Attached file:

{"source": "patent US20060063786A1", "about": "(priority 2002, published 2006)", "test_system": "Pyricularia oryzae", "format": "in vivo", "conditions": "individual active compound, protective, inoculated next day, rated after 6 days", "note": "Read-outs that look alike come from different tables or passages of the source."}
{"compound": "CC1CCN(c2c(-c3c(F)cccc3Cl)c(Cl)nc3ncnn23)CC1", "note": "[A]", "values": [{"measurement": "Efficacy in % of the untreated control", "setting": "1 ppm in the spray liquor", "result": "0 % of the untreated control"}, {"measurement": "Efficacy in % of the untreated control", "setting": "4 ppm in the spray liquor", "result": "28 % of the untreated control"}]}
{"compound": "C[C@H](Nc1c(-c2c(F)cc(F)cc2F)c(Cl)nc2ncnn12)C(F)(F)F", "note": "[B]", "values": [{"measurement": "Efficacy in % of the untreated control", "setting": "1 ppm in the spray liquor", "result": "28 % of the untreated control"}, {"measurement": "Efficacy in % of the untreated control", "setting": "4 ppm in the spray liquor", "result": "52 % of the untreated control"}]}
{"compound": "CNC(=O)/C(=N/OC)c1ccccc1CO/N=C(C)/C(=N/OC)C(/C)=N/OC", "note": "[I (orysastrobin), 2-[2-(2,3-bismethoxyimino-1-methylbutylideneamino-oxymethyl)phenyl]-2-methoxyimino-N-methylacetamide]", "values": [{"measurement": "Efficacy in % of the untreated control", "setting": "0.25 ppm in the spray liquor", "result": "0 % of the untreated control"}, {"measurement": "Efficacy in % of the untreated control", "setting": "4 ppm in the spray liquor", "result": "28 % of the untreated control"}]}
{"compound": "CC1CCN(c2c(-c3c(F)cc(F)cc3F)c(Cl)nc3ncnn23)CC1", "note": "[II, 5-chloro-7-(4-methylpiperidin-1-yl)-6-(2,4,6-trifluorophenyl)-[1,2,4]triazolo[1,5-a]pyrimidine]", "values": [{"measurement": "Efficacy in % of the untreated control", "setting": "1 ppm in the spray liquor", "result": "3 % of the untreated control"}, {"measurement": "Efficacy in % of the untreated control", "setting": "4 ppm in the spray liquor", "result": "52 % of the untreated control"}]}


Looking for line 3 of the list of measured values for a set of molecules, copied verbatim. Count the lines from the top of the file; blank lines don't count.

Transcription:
{"compound": "C[C@H](Nc1c(-c2c(F)cc(F)cc2F)c(Cl)nc2ncnn12)C(F)(F)F", "note": "[B]", "values": [{"measurement": "Efficacy in % of the untreated control", "setting": "1 ppm in the spray liquor", "result": "28 % of the untreated control"}, {"measurement": "Efficacy in % of the untreated control", "setting": "4 ppm in the spray liquor", "result": "52 % of the untreated control"}]}